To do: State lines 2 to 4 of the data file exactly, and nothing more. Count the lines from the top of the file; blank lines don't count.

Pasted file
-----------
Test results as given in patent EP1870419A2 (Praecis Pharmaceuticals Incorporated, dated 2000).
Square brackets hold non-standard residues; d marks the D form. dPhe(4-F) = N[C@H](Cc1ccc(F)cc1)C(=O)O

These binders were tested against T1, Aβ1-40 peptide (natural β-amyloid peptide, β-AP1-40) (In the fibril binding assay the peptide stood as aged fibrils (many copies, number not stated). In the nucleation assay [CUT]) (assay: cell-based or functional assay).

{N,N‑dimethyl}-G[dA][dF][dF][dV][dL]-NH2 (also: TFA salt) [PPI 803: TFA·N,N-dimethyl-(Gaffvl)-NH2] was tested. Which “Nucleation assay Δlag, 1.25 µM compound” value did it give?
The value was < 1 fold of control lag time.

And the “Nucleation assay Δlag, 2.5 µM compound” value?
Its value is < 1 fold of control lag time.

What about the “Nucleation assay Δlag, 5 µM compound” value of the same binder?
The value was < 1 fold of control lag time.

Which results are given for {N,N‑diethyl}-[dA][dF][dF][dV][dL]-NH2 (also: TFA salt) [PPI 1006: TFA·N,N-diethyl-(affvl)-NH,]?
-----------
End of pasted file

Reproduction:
Square brackets hold non-standard residues; d marks the D form. dPhe(4-F) = N[C@H](Cc1ccc(F)cc1)C(=O)O

These binders were tested against T1, Aβ1-40 peptide (natural β-amyloid peptide, β-AP1-40) (In the fibril binding assay the peptide stood as aged fibrils (many copies, number not stated). In the nucleation assay [CUT]) (assay: cell-based or functional assay).

{N,N‑dimethyl}-G[dA][dF][dF][dV][dL]-NH2 (also: TFA salt) [PPI 803: TFA·N,N-dimethyl-(Gaffvl)-NH2] was tested. Which “Nucleation assay Δlag, 1.25 µM compound” value did it give?